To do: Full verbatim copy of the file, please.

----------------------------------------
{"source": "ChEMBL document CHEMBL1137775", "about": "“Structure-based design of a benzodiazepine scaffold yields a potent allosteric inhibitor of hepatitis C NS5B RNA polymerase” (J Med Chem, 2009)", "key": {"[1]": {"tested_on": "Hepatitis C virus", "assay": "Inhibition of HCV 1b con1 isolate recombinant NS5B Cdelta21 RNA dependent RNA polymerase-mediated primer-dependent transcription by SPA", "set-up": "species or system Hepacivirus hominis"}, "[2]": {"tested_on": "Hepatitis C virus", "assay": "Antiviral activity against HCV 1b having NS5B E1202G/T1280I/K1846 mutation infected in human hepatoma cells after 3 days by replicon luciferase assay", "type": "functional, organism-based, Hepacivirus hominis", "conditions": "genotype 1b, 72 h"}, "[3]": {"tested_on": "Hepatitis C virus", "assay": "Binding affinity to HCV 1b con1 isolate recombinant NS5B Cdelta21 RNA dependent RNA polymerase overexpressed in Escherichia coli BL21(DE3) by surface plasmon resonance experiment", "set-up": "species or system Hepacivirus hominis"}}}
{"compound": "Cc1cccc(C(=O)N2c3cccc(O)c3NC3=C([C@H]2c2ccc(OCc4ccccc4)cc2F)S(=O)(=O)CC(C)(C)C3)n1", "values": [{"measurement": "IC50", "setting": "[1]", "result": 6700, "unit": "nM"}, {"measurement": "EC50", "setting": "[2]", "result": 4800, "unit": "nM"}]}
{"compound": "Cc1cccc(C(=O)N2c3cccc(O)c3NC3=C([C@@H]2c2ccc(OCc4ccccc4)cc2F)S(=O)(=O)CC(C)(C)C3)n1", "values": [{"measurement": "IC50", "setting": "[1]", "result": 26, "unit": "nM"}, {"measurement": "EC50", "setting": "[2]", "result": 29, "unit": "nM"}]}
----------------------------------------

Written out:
{"source": "ChEMBL document CHEMBL1137775", "about": "“Structure-based design of a benzodiazepine scaffold yields a potent allosteric inhibitor of hepatitis C NS5B RNA polymerase” (J Med Chem, 2009)", "key": {"[1]": {"tested_on": "Hepatitis C virus", "assay": "Inhibition of HCV 1b con1 isolate recombinant NS5B Cdelta21 RNA dependent RNA polymerase-mediated primer-dependent transcription by SPA", "set-up": "species or system Hepacivirus hominis"}, "[2]": {"tested_on": "Hepatitis C virus", "assay": "Antiviral activity against HCV 1b having NS5B E1202G/T1280I/K1846 mutation infected in human hepatoma cells after 3 days by replicon luciferase assay", "type": "functional, organism-based, Hepacivirus hominis", "conditions": "genotype 1b, 72 h"}, "[3]": {"tested_on": "Hepatitis C virus", "assay": "Binding affinity to HCV 1b con1 isolate recombinant NS5B Cdelta21 RNA dependent RNA polymerase overexpressed in Escherichia coli BL21(DE3) by surface plasmon resonance experiment", "set-up": "species or system Hepacivirus hominis"}}}
{"compound": "Cc1cccc(C(=O)N2c3cccc(O)c3NC3=C([C@H]2c2ccc(OCc4ccccc4)cc2F)S(=O)(=O)CC(C)(C)C3)n1", "values": [{"measurement": "IC50", "setting": "[1]", "result": 6700, "unit": "nM"}, {"measurement": "EC50", "setting": "[2]", "result": 4800, "unit": "nM"}]}
{"compound": "Cc1cccc(C(=O)N2c3cccc(O)c3NC3=C([C@@H]2c2ccc(OCc4ccccc4)cc2F)S(=O)(=O)CC(C)(C)C3)n1", "values": [{"measurement": "IC50", "setting": "[1]", "result": 26, "unit": "nM"}, {"measurement": "EC50", "setting": "[2]", "result": 29, "unit": "nM"}]}